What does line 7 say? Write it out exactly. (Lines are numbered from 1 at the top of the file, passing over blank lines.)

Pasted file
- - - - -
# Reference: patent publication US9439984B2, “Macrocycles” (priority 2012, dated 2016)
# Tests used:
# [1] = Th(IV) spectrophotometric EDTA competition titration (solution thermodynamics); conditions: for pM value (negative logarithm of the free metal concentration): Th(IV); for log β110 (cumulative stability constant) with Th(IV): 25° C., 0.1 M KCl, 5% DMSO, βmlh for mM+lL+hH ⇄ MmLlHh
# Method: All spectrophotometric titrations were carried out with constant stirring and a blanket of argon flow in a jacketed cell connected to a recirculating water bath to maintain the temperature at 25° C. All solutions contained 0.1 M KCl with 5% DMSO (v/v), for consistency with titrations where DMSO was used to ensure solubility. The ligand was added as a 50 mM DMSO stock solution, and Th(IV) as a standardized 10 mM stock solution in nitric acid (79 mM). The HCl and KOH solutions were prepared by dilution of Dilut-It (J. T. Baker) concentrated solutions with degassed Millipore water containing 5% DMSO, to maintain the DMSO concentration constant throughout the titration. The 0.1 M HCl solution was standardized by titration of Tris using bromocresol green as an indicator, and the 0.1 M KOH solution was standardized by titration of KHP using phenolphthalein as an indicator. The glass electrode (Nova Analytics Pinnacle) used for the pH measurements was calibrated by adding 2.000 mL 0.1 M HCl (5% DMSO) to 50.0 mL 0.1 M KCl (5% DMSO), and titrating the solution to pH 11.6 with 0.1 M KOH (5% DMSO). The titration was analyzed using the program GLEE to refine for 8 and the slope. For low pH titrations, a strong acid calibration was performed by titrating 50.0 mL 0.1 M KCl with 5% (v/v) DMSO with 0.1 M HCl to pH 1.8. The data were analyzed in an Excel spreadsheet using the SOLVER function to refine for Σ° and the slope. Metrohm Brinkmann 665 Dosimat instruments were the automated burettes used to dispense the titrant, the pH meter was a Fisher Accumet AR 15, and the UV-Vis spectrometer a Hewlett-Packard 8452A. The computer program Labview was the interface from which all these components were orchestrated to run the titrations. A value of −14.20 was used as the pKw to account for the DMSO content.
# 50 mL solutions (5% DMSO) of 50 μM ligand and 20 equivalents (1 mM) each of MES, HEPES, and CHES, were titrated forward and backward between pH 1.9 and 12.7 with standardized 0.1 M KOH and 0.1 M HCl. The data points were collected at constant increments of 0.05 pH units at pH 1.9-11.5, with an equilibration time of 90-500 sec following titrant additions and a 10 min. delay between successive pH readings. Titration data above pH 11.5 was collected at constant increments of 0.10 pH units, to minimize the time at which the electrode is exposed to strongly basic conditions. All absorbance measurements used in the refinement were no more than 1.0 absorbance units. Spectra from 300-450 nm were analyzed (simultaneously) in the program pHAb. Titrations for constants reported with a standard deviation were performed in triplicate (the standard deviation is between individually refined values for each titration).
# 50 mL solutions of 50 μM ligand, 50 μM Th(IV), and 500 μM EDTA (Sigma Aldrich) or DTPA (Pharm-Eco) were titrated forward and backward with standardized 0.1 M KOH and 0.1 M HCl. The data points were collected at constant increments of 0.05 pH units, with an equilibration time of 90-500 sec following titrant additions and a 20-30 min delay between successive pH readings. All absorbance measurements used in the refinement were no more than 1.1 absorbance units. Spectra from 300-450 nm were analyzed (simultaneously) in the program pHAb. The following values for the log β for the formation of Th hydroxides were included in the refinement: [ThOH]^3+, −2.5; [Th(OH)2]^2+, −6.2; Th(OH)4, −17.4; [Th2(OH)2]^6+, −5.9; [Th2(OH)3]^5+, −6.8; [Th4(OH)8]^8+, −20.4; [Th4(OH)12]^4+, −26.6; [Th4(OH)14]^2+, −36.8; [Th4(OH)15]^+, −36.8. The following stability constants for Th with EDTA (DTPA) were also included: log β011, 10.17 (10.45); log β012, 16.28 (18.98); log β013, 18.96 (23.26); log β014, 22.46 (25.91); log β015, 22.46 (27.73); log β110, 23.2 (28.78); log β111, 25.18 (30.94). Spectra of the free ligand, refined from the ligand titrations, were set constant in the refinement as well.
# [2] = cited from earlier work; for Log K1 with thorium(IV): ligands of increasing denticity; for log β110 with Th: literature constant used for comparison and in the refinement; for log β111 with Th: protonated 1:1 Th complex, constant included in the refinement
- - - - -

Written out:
# [2] = cited from earlier work; for Log K1 with thorium(IV): ligands of increasing denticity; for log β110 with Th: literature constant used for comparison and in the refinement; for log β111 with Th: protonated 1:1 Th complex, constant included in the refinement